So you’ve seen the Green Room, where my characters while away the hours until their names come up on the call sheet; and really, all the characters get to enjoy its amenities. But so far we’ve only looked at named characters: those human and mechanical people who have lines, or – if they’re not equipped for speech – something like lines.
But that’s not everyone: in Slaves of the Switchboard of Doom there are hundreds of robots from the Fraternal League of Robotic persons; there’s a council room filled with the Priests of the Spider God; there are plenty of switchboard operators who pitch in, but never chime in; and so on. And at last there are those characters who simply mill around in the backgrounds of the illustrations. Like Hazel, here.
Hazel falls into that category of character actors who we see over and over again in the old studio films. She’s individual enough to stand out even though she never gets a line. If she minds at all, she won’t let on. Hazel’s a pro.
Hazel’s especially useful to me because her silhouette is so distinctive. I need a bunch of robots. I’m still modelling them as they’re needed for one chapter or another. In order to give them plenty of personality in such humble roles, I’m trying to create varied body types.
The fact is, though, I’m kind of taken with Hazel here. I may have to give her a bigger role in the future. That’s it, hon: I can make you a star.
The all-devouring scanner of Mister Doortree treats us, today, to a collection of covers and illustrations from Marvel Science Stories. They’ve come to us from the future by way of the years 1938 to 1941.
The well-rounded stable of artists ranges from Norman Saunders and Frank R. Paul to a young Jack Kirby. Each one of them wants to show you brains in balls, women in tubes, gigantic spacemen (in tiny cities), creepy things, and fellas in swell hats.
The least you can do is to go have a look, eh?
I don’t often show behind-the-scenes images from my work here in the Secret Laboratory. This may be a character defect. I’ve wondered about that before.
But people do get curious; it’s natural enough. So here’s a rare shot from behind the scenes that explains what happens between the time I build and texture a character, and the time that character shows up in an illustration. That may take weeks, or even months, so the Secret Laboratory’s Green Room is as comfortable as I can make it.
In this corner of the Green Room we see R-54KG and Davies. They’re catching up on the latest news until they’re needed for Chapter 18.
The characters in the Green Room amuse themselves in all sorts of ways, many of which require some clean-up and damage control because, well… that’s just how they are. Increasingly, though, they’ve kept their noses buried in their Info-Slates: they just tune out the other characters around them. Now I myself have been accused of being on the introverted side, but this behavior strikes even me as antisocial. So I’m planning to add some board games.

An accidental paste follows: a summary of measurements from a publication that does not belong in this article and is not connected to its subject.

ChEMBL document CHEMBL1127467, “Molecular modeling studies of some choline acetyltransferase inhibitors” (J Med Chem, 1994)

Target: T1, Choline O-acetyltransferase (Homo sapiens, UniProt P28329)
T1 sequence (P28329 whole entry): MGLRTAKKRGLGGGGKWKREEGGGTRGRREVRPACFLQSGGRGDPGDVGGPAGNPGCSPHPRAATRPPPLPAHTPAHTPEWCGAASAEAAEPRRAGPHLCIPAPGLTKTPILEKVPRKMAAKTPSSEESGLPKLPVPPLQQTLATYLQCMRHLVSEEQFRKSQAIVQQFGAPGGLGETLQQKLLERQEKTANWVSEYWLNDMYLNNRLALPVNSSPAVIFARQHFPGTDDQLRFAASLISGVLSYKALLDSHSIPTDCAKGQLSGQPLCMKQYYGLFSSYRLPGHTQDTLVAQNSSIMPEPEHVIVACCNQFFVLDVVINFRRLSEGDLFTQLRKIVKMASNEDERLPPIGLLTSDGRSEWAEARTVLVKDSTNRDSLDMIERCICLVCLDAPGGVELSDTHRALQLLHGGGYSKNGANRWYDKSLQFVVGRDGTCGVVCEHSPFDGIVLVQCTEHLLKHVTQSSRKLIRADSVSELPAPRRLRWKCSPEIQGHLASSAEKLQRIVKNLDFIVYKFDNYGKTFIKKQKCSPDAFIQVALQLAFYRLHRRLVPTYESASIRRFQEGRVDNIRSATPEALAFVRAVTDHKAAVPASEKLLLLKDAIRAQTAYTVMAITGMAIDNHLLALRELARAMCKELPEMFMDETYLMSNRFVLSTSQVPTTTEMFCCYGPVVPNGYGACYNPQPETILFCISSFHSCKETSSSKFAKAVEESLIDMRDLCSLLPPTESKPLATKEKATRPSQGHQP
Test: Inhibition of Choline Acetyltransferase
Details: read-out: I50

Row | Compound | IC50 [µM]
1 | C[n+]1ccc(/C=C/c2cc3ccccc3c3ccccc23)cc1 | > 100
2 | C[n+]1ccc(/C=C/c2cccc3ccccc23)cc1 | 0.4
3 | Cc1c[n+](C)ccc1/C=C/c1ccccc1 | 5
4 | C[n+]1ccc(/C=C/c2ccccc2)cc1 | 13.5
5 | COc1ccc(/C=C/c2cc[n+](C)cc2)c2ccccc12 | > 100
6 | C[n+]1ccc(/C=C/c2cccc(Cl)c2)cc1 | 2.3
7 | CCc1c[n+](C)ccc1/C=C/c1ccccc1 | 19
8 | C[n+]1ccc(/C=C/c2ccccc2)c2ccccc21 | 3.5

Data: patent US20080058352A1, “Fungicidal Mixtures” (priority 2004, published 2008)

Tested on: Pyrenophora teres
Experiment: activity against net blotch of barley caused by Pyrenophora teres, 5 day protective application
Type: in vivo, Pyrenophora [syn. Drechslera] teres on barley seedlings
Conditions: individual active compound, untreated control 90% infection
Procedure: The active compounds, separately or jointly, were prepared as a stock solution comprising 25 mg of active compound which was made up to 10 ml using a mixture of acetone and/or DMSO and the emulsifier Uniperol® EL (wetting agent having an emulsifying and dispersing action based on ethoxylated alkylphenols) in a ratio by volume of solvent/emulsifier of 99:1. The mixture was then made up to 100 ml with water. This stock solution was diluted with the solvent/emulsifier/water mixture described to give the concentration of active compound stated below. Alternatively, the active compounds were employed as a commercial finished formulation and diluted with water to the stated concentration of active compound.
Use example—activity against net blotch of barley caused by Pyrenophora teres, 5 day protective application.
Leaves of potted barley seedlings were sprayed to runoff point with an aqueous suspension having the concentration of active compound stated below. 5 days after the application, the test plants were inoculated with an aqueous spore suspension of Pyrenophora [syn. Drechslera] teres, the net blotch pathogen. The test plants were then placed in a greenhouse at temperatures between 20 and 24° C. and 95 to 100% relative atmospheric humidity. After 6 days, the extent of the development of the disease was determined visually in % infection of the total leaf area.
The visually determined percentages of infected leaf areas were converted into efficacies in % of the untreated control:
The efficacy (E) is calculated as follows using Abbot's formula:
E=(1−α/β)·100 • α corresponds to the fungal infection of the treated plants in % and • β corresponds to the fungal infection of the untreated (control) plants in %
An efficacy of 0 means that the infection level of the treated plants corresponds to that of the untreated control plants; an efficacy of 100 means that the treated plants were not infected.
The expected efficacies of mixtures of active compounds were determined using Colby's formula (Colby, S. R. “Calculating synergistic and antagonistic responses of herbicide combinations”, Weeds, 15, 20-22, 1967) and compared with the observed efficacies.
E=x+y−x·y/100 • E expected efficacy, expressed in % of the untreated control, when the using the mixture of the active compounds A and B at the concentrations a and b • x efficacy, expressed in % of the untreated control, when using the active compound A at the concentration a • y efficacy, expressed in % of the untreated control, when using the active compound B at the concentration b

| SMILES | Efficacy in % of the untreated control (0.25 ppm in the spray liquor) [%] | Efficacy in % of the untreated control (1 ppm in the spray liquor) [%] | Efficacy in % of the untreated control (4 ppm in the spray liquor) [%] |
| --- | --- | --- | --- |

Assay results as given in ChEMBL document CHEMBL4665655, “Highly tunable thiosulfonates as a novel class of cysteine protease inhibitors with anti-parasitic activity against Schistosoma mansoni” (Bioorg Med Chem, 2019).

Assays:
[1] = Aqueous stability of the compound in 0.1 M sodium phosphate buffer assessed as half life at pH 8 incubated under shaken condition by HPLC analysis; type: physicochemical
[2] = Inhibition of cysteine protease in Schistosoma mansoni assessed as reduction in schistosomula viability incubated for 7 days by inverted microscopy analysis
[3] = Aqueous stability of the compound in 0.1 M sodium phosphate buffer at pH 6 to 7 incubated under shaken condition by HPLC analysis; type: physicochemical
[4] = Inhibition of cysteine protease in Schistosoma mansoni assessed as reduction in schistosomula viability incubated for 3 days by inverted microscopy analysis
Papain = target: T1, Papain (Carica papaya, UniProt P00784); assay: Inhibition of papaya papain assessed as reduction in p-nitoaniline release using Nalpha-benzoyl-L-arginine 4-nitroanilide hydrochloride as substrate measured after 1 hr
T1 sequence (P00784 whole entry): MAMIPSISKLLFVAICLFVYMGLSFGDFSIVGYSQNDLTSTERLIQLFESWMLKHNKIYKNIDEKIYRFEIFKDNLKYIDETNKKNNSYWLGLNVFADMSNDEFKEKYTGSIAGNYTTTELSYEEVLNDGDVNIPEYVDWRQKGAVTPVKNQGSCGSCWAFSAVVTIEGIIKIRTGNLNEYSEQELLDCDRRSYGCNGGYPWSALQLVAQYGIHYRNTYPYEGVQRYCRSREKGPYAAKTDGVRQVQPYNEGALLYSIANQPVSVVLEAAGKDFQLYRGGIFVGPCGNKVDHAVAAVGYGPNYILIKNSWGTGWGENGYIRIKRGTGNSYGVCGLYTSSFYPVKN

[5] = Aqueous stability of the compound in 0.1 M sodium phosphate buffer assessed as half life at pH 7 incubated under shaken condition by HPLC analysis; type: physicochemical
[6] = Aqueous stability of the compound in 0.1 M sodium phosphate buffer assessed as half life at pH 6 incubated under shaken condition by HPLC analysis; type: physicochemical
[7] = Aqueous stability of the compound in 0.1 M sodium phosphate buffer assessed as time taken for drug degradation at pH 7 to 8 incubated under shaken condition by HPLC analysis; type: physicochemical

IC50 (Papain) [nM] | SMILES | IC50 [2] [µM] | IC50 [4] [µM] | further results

The Green Room’s come a long way since Trapped in the Tower of the Brain Thieves. Back then, there wasn’t even a Craft Service table. Hard to believe!
Here’s a Swedish movie poster for Alexander Korda’s Things to Come, just one of a series posted over at io9. Lovely design.
The last time I watched the film I saw Raymond Massey’s character as a sinister figure, certain that he knew what was best, dammit, and you’d take it – and like it! – which wasn’t really what the film was trying to show me. It’s always interesting how our perceptions change over time, especially when we’re watching or reading things from decades past. I noticed this again last night: I had to reset my brain during the first few pages of Barnes’ Interplanetary Huntress, mentioned earlier (and still a free download!)
Eventually my brain stopped commenting “Well, this wouldn’t play too well today” and I was able to enjoy the peculiar Venusian wildlife in the story. There were these armored beetles that liked pipe smoke, for example.
But this morning, and these posters, reminded me of what has aways seemed like an injustice in Mystery Science Theater 3000. Joel and/or Mike and the bots skewered several Swedish fantasy films that had been dubbed (badly) for an American audience. One was even turned into a “Sinbad” story. It was that bad. But it always seemed to me that in their original versions these may have been pretty cool movies. I guess we’ll never know.